Unequal access to gifted-and-talented education is a national disgrace

New York Daily News Opinions 2 months ago

Mayor de Blasio’s School Diversity Advisory Group has proposed phasing out New York City’s elementary gifted programs. The group’s recommendation takes aim at school segregation, which it says is encouraged by unequal access to gifted programs for students from different backgrounds.

The group’s proposed solution is a radical one, but the problem of inequitable access to gifted services by race and class is undeniable. As research I have conducted using nationally representative data shows, this problem reaches far beyond New York. Put simply, our system of identification of gifted students unjustly denies services to many high-ability low-income students and students of color. And it’s quite possible that New York’s system, which screens children as young as age 4 using a single test, is less equitable than those in other cities and states, which use multiple measures and admit children later.

To investigate access to gifted services, my research makes use of the Early Childhood Longitudinal Study (ECLS), a rich data set collected by the National Center for Education Statistics. ECLS has followed multiple cohorts of randomly selected kindergartners from school entry through their elementary years. At each data collection point, ECLS collects rich information about the students from their parents and teachers, including whether they are receiving gifted services.

In a 2016 study, my coauthor and I examined racial and ethnic disparities in which public school students were assigned to gifted programs. As in other data sets, black and Hispanic students in the ECLS were much less likely to be assigned than white and Asian students.

An important feature of the ECLS data is that students are given a math and reading test each time data are collected. We found that comparing students with similar scores on these tests statistically eliminated gaps in gifted assignment between Hispanic and white students. Yet even in this comparison, and even after taking into account a variety of other home and school factors, black students were much less likely to be assigned. Just among very high-scoring students, black students lagged far behind their white peers in access to gifted services.

In a follow-up study, just out in the Harvard Educational Review, we returned to the ECLS data, this time to look at differences in gifted program participation by family socioeconomic status (SES). ECLS measures SES using an index of family income, parental education and the status of parents’ occupations (which are all highly correlated).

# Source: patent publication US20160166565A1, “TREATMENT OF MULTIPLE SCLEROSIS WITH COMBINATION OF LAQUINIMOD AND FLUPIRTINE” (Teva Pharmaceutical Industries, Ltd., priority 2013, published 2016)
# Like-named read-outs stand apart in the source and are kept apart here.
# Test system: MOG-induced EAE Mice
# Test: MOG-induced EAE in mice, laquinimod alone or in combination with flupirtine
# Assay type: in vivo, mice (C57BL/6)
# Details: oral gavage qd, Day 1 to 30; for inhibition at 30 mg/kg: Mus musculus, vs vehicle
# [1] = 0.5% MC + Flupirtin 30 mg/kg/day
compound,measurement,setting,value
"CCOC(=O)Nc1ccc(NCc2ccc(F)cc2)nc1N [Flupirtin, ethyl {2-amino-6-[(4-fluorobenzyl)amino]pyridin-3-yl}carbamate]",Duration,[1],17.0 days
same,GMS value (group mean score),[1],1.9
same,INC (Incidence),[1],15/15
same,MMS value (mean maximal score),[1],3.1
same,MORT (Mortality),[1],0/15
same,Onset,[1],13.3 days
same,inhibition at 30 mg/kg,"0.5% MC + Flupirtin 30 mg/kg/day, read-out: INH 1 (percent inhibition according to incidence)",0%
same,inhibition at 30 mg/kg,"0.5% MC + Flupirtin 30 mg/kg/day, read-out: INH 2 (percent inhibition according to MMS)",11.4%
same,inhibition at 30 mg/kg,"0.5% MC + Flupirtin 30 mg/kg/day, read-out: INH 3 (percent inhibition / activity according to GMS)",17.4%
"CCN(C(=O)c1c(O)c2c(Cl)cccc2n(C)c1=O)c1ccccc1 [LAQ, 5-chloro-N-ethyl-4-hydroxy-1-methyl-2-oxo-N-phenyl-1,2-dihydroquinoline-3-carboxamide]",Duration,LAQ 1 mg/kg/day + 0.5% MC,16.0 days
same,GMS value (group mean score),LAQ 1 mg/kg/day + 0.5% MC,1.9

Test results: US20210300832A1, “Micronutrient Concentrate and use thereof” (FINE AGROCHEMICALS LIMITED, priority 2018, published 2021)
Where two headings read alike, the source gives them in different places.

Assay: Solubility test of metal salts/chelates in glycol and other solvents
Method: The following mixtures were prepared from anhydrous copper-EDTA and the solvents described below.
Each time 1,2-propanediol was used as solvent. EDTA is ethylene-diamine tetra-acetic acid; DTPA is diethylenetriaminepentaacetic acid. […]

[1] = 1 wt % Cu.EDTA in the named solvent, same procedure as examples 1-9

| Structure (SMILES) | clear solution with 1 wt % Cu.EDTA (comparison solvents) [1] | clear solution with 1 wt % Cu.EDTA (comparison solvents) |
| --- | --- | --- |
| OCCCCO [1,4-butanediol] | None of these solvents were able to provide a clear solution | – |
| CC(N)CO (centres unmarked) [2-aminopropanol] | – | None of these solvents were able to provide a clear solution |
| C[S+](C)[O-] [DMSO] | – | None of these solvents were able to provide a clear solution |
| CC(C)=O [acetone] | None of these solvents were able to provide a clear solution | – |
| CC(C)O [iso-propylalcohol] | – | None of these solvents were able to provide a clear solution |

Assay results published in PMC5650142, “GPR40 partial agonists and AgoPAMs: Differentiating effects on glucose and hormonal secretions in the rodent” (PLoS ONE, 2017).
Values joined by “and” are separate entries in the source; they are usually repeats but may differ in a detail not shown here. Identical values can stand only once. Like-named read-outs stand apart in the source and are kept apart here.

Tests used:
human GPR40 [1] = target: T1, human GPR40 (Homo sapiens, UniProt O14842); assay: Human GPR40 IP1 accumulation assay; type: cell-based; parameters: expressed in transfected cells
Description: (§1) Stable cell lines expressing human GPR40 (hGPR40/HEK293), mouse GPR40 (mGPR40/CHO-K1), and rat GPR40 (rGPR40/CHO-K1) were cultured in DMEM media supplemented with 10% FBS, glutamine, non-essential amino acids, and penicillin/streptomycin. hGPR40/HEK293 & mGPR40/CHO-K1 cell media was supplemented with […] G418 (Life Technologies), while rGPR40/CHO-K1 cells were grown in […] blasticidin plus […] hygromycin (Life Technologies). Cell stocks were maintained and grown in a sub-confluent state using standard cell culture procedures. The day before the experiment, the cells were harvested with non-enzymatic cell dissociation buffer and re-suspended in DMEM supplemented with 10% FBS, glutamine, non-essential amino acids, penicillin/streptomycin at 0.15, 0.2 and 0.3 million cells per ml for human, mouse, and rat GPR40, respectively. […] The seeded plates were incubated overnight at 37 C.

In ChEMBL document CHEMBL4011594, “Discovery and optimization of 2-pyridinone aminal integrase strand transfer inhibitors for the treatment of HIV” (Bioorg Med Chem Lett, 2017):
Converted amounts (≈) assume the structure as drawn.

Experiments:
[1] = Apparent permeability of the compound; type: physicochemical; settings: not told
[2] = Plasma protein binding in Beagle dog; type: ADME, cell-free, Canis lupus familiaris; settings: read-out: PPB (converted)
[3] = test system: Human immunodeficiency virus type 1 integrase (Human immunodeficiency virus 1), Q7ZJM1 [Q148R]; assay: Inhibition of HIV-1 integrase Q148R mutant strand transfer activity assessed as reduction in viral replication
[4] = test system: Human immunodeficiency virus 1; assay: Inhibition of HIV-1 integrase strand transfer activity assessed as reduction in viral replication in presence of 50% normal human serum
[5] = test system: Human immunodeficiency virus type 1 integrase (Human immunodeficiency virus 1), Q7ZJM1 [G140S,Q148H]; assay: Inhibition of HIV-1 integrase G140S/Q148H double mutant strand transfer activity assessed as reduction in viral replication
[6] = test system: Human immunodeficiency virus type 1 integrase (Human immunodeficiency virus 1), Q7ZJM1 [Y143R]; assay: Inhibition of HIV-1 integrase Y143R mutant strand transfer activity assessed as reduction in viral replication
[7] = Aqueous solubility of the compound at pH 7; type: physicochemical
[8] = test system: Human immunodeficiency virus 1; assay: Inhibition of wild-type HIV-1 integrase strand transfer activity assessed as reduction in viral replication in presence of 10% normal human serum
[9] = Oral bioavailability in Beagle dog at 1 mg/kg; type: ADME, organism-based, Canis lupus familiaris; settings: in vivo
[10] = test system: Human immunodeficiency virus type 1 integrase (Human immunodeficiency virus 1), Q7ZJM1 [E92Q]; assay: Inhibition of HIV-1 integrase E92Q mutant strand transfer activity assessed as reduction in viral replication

Differences in access to gifted programs across family SES are shockingly large. Students from families in the top 20% of the SES measure are nearly seven times more likely to receive gifted services than students in the bottom 20%. This gap is only partially explained by differences in achievement and other factors, like location.

Even when we compare students who score highly on the ECLS math and reading tests who attend the same schools, we show that students from the lowest-SES group are only half as likely to receive gifted services as students in the highest-SES group.

Why do we see this consistent denial of access to black and low-income students? It is hard to know for sure, though biases both in gifted evaluation processes and in who can access those processes are possible. In the 2016 study, one piece of evidence pointed toward the latter explanation. Gaps in assignment for high-ability Black students closed when they were taught by a Black teacher, suggesting the trouble may lie in the teacher referrals that begin many gifted identification processes. Biases in gifted assessments may well be swamped by biases in who takes — or is allowed to take — those assessments.

Gifted programs are supposed to support especially capable students in developing their intellectual and creative talents, which research suggests often does not happen in regular classrooms. Our systematic denial of those supports to low-income students and students of color is a national disgrace.

Eliminating gifted programs altogether denies services to all students, a case of throwing the baby out with the bathwater. Other school systems have seen success with alternatives: universal screening for giftedness, taking a hard look at testing bias, allowing score cutoffs to vary geographically to reflect differences in opportunity for students in different parts of the city.

The advisory group’s elimination proposal is extreme. But at least it has sparked a conversation about gross inequities in New York’s system for providing services to gifted students — a conversation that many, many more school districts across the country need to have.

Grissom is associate professor of public policy and education at Vanderbilt University’s Peabody College of Education and Human Development.

Tags: Opinion

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